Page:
# 为什么这个伪随机数发生器（LFSR）的输出是如此可预测的？[英] Why are the outputs of this pseudo random number generator (LFSR) so predictable?

### 问题描述

```    module LFSR(
input clock,
input reset,
output [12:0] rnd
);

wire feedback = rnd[12] ^ rnd[3] ^ rnd[2] ^ rnd[0];

reg [12:0] random;

always @ (posedge clock or posedge reset)
begin
if (reset)
random <= 13'hF; //An LFSR cannot have an all 0 state, thus reset to FF
else
random <= {random[11:0], feedback}; //shift left the xor'd every posedge clock
end

assign rnd = random;

endmodule
```

## 推荐答案

lfsr仅生成一个每个时钟随机位.它不会在每个周期生成新的(在您的情况下)13位数字. rnd中的其他12位只是旧的随机值，因此它不会看起来很随机.

## 其他推荐答案

### 问题描述

Recently I asked here, how to generate random numbers in hardware and was told to use an LFSR. It will be random but will start repeating after a certain value.

The problem is that the random numbers generated are so predictable that the next value can be easily guessed. For example check the simulation below:

The next "random" number can be guessed by adding the previous number with a +1 of itself. Can someone please verify if this is normal and to be expected.

Here is the code I used for the LFSR:

```    module LFSR(
input clock,
input reset,
output [12:0] rnd
);

wire feedback = rnd[12] ^ rnd[3] ^ rnd[2] ^ rnd[0];

reg [12:0] random;

always @ (posedge clock or posedge reset)
begin
if (reset)
random <= 13'hF; //An LFSR cannot have an all 0 state, thus reset to FF
else
random <= {random[11:0], feedback}; //shift left the xor'd every posedge clock
end

assign rnd = random;

endmodule
```

The location of the bits to XOR are picked up from here: The table page 5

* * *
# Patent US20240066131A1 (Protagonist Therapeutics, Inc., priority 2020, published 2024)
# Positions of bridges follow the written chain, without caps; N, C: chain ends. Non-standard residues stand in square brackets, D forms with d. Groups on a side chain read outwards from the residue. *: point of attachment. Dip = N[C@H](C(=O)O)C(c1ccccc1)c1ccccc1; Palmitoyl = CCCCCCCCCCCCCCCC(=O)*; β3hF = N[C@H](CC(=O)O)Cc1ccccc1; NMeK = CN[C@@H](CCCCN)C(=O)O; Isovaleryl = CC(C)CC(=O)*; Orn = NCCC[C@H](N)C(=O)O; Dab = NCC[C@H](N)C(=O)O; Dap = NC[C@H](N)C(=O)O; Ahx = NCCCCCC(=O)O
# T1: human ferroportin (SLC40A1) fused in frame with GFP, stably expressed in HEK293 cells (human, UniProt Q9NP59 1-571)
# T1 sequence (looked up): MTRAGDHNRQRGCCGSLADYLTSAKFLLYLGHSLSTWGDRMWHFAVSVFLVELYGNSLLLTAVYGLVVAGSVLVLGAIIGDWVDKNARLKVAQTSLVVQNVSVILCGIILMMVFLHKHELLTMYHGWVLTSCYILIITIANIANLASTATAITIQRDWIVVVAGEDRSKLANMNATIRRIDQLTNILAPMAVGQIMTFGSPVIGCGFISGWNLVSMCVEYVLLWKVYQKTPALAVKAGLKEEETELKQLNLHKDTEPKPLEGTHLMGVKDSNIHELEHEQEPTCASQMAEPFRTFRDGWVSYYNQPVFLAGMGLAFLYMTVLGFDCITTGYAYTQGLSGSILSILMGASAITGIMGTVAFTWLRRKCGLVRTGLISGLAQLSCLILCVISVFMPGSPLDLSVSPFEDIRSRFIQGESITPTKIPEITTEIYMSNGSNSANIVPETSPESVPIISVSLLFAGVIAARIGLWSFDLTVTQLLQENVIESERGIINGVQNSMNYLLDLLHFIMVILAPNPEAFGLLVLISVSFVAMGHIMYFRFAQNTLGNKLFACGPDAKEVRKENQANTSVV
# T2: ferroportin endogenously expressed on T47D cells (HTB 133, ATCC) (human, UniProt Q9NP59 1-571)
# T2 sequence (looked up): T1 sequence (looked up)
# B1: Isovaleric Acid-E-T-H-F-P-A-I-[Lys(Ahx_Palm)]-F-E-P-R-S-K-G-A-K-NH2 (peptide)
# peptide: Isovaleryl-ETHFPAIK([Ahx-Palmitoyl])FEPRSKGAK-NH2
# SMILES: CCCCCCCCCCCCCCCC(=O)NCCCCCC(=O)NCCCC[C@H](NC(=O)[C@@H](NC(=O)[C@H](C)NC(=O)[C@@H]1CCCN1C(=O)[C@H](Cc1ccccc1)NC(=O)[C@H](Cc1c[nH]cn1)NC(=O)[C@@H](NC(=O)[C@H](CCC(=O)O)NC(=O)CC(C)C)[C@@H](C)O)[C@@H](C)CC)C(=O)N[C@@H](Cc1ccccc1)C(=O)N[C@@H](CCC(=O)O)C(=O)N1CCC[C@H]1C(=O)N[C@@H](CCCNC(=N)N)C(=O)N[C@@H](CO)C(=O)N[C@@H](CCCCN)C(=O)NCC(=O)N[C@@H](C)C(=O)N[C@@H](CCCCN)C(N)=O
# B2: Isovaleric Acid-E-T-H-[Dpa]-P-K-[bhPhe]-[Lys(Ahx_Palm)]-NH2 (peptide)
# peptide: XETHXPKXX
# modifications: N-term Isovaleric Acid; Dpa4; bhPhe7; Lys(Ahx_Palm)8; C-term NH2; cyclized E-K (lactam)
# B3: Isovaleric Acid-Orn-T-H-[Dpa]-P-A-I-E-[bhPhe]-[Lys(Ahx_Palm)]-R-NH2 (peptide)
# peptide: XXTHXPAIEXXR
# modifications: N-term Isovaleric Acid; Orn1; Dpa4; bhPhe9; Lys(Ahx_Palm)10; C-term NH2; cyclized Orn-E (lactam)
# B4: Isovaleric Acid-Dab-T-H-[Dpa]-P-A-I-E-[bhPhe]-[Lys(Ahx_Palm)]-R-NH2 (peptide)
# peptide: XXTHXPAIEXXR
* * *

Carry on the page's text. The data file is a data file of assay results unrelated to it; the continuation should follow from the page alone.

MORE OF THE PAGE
## 推荐答案

LFSR only generates one random bit per clock. It doesn't generate a new (in your case) 13-bit number each cycle. The other 12 bits in rnd are just the old random values, so it will not appear very random.

If you need a 13-bit random number, then you must either sample LFSR every 13 cycles, or put 13 LFSR in parallel with different seeds, and use the 13 zero bits as your random number.

## 其他推荐答案

An LFSR is most certainly not 'random' in any real sense whatsoever. To quote Von Neumann "Any one who considers arithmetical methods of producing random digits is, of course, in a state of sin." I haven't looked up whether the feedback terms you've chosen are maximal, meaning that they'll provide a sequence with a length equal to the number of bits in your LFSR, but that's the best you can do.

So yes, the next value in your LFSR is extremely predictable. If you need something more securely 'random' you need to look into cryptographic methods, these depend on a secret key of course, and are also much more computationally intensive than an LFSR. You 'get what you pay for' though.

Incidentally, a system where you get predictable 'random' numbers is highly useful in it's own right. Usually for simulation purposes.